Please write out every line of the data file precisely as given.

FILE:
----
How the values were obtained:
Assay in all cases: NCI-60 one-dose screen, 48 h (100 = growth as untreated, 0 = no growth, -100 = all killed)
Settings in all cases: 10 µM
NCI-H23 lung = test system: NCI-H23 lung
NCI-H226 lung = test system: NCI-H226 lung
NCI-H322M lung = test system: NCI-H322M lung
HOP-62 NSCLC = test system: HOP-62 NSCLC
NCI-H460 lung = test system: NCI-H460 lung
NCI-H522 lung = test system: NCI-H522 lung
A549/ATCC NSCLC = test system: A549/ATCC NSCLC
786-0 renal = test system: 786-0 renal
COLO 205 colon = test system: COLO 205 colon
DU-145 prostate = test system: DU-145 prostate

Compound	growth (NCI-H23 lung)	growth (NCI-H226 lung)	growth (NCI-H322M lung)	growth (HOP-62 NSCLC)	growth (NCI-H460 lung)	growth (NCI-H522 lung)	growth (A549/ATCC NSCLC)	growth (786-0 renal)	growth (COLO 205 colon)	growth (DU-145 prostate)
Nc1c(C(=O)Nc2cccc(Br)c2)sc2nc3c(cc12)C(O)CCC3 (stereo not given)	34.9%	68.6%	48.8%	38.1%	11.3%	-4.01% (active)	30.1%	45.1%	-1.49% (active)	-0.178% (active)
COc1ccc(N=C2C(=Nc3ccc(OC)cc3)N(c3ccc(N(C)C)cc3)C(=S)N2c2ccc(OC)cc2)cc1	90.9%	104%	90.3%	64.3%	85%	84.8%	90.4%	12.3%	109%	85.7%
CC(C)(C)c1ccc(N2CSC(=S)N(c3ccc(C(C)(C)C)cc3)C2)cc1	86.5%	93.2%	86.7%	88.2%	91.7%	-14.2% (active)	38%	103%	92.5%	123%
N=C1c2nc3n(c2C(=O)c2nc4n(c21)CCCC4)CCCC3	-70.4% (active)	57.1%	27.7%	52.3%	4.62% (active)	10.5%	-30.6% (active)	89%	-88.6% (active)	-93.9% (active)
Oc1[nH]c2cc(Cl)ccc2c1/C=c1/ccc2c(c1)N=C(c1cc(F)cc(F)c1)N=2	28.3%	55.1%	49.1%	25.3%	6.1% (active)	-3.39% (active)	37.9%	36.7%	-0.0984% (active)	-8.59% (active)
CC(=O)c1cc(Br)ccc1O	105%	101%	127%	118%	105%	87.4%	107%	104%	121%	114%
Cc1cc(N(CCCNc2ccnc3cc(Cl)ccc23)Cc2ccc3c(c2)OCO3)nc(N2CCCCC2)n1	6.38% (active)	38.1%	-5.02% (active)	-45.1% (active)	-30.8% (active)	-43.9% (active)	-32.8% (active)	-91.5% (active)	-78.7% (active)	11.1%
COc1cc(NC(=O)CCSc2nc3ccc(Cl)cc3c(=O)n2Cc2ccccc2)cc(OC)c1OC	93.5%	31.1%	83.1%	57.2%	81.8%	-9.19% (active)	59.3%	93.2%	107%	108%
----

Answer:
How the values were obtained:
Assay in all cases: NCI-60 one-dose screen, 48 h (100 = growth as untreated, 0 = no growth, -100 = all killed)
Settings in all cases: 10 µM
NCI-H23 lung = test system: NCI-H23 lung
NCI-H226 lung = test system: NCI-H226 lung
NCI-H322M lung = test system: NCI-H322M lung
HOP-62 NSCLC = test system: HOP-62 NSCLC
NCI-H460 lung = test system: NCI-H460 lung
NCI-H522 lung = test system: NCI-H522 lung
A549/ATCC NSCLC = test system: A549/ATCC NSCLC
786-0 renal = test system: 786-0 renal
COLO 205 colon = test system: COLO 205 colon
DU-145 prostate = test system: DU-145 prostate

Compound	growth (NCI-H23 lung)	growth (NCI-H226 lung)	growth (NCI-H322M lung)	growth (HOP-62 NSCLC)	growth (NCI-H460 lung)	growth (NCI-H522 lung)	growth (A549/ATCC NSCLC)	growth (786-0 renal)	growth (COLO 205 colon)	growth (DU-145 prostate)
Nc1c(C(=O)Nc2cccc(Br)c2)sc2nc3c(cc12)C(O)CCC3 (stereo not given)	34.9%	68.6%	48.8%	38.1%	11.3%	-4.01% (active)	30.1%	45.1%	-1.49% (active)	-0.178% (active)
COc1ccc(N=C2C(=Nc3ccc(OC)cc3)N(c3ccc(N(C)C)cc3)C(=S)N2c2ccc(OC)cc2)cc1	90.9%	104%	90.3%	64.3%	85%	84.8%	90.4%	12.3%	109%	85.7%
CC(C)(C)c1ccc(N2CSC(=S)N(c3ccc(C(C)(C)C)cc3)C2)cc1	86.5%	93.2%	86.7%	88.2%	91.7%	-14.2% (active)	38%	103%	92.5%	123%
N=C1c2nc3n(c2C(=O)c2nc4n(c21)CCCC4)CCCC3	-70.4% (active)	57.1%	27.7%	52.3%	4.62% (active)	10.5%	-30.6% (active)	89%	-88.6% (active)	-93.9% (active)
Oc1[nH]c2cc(Cl)ccc2c1/C=c1/ccc2c(c1)N=C(c1cc(F)cc(F)c1)N=2	28.3%	55.1%	49.1%	25.3%	6.1% (active)	-3.39% (active)	37.9%	36.7%	-0.0984% (active)	-8.59% (active)
CC(=O)c1cc(Br)ccc1O	105%	101%	127%	118%	105%	87.4%	107%	104%	121%	114%
Cc1cc(N(CCCNc2ccnc3cc(Cl)ccc23)Cc2ccc3c(c2)OCO3)nc(N2CCCCC2)n1	6.38% (active)	38.1%	-5.02% (active)	-45.1% (active)	-30.8% (active)	-43.9% (active)	-32.8% (active)	-91.5% (active)	-78.7% (active)	11.1%
COc1cc(NC(=O)CCSc2nc3ccc(Cl)cc3c(=O)n2Cc2ccccc2)cc(OC)c1OC	93.5%	31.1%	83.1%	57.2%	81.8%	-9.19% (active)	59.3%	93.2%	107%	108%